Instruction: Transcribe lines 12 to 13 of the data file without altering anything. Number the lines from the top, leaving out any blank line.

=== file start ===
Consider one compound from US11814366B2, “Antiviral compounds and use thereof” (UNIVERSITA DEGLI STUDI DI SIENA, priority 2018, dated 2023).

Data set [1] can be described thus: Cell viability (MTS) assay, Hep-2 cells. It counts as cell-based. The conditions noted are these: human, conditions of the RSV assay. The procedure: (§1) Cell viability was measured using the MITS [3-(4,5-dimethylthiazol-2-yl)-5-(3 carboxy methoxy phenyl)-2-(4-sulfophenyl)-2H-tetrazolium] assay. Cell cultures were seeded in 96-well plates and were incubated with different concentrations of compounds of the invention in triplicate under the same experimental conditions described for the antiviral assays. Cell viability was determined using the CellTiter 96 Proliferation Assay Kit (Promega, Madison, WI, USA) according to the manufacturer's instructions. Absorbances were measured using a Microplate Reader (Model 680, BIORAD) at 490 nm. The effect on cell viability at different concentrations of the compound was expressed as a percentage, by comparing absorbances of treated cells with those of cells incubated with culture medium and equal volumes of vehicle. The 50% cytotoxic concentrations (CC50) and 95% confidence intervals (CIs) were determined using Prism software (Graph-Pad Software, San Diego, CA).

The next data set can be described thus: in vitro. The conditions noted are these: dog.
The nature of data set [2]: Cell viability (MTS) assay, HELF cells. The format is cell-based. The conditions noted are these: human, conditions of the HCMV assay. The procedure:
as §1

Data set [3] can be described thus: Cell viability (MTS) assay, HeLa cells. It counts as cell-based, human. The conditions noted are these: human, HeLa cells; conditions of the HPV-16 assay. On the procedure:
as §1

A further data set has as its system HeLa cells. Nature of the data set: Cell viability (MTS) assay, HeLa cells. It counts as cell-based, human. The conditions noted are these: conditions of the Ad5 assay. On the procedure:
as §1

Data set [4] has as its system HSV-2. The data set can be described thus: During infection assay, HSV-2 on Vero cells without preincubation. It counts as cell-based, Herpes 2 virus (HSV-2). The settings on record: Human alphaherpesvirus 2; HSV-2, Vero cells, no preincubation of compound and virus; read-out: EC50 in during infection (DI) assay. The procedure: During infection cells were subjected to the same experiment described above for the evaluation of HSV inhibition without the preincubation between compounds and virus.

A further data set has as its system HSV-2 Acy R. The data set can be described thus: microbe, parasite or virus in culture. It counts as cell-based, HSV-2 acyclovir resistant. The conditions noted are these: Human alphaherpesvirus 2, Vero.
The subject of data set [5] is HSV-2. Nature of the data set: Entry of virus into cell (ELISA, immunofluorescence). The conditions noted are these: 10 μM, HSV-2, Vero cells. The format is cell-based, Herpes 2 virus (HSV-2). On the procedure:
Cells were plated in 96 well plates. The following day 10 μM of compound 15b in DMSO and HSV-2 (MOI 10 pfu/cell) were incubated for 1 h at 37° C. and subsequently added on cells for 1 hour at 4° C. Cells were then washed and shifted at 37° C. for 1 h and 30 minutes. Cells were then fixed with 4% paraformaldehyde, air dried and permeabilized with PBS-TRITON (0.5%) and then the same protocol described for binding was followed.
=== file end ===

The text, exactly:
The subject of data set [5] is HSV-2. Nature of the data set: Entry of virus into cell (ELISA, immunofluorescence). The conditions noted are these: 10 μM, HSV-2, Vero cells. The format is cell-based, Herpes 2 virus (HSV-2). On the procedure:
Cells were plated in 96 well plates. The following day 10 μM of compound 15b in DMSO and HSV-2 (MOI 10 pfu/cell) were incubated for 1 h at 37° C. and subsequently added on cells for 1 hour at 4° C. Cells were then washed and shifted at 37° C. for 1 h and 30 minutes. Cells were then fixed with 4% paraformaldehyde, air dried and permeabilized with PBS-TRITON (0.5%) and then the same protocol described for binding was followed.